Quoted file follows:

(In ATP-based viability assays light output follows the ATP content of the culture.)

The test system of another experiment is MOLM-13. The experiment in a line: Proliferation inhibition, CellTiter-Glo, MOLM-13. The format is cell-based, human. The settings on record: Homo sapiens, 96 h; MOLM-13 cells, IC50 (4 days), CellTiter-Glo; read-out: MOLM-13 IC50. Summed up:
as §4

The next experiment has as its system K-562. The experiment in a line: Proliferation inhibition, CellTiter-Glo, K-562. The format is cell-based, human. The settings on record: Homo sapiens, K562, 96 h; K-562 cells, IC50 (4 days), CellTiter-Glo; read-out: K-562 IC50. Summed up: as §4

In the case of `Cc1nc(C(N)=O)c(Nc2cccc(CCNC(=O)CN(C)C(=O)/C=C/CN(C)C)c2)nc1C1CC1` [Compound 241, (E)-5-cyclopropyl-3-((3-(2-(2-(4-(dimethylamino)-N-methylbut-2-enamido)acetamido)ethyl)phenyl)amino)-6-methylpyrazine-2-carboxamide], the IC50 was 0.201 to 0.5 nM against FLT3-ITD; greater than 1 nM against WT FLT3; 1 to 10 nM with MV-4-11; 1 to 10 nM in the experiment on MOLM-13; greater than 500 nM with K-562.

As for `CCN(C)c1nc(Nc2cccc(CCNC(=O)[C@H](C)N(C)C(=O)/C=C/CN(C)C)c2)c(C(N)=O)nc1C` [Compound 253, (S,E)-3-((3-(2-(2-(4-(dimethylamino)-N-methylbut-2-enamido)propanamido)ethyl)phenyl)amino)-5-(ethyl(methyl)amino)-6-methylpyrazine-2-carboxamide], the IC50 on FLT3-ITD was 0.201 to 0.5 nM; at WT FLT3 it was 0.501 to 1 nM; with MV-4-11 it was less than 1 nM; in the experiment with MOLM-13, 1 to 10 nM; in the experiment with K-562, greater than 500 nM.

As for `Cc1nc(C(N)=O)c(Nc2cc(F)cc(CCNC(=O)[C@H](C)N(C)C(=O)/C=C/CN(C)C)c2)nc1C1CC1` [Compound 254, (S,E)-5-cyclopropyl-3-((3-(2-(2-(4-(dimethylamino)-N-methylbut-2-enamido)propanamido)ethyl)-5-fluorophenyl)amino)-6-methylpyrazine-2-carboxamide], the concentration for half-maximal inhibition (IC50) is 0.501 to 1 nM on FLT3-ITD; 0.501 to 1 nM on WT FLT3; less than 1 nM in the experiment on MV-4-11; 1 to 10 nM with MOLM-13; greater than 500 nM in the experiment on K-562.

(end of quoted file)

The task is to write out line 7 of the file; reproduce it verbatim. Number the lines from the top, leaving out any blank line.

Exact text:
As for `Cc1nc(C(N)=O)c(Nc2cc(F)cc(CCNC(=O)[C@H](C)N(C)C(=O)/C=C/CN(C)C)c2)nc1C1CC1` [Compound 254, (S,E)-5-cyclopropyl-3-((3-(2-(2-(4-(dimethylamino)-N-methylbut-2-enamido)propanamido)ethyl)-5-fluorophenyl)amino)-6-methylpyrazine-2-carboxamide], the concentration for half-maximal inhibition (IC50) is 0.501 to 1 nM on FLT3-ITD; 0.501 to 1 nM on WT FLT3; less than 1 nM in the experiment on MV-4-11; 1 to 10 nM with MOLM-13; greater than 500 nM in the experiment on K-562.